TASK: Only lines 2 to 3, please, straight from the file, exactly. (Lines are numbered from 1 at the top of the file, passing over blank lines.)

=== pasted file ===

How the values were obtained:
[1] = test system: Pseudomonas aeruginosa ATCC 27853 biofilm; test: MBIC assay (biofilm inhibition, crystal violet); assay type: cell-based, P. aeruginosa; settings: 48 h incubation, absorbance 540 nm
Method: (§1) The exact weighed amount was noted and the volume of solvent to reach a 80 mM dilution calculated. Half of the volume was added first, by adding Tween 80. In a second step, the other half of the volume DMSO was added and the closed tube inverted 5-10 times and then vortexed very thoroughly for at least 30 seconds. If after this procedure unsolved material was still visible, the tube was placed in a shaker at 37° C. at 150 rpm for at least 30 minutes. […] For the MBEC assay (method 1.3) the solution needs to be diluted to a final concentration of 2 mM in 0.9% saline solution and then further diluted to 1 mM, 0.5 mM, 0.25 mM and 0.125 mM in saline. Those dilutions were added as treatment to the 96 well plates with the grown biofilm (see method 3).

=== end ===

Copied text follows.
[1] = test system: Pseudomonas aeruginosa ATCC 27853 biofilm; test: MBIC assay (biofilm inhibition, crystal violet); assay type: cell-based, P. aeruginosa; settings: 48 h incubation, absorbance 540 nm
Method: (§1) The exact weighed amount was noted and the volume of solvent to reach a 80 mM dilution calculated. Half of the volume was added first, by adding Tween 80. In a second step, the other half of the volume DMSO was added and the closed tube inverted 5-10 times and then vortexed very thoroughly for at least 30 seconds. If after this procedure unsolved material was still visible, the tube was placed in a shaker at 37° C. at 150 rpm for at least 30 minutes. […] For the MBEC assay (method 1.3) the solution needs to be diluted to a final concentration of 2 mM in 0.9% saline solution and then further diluted to 1 mM, 0.5 mM, 0.25 mM and 0.125 mM in saline. Those dilutions were added as treatment to the 96 well plates with the grown biofilm (see method 3).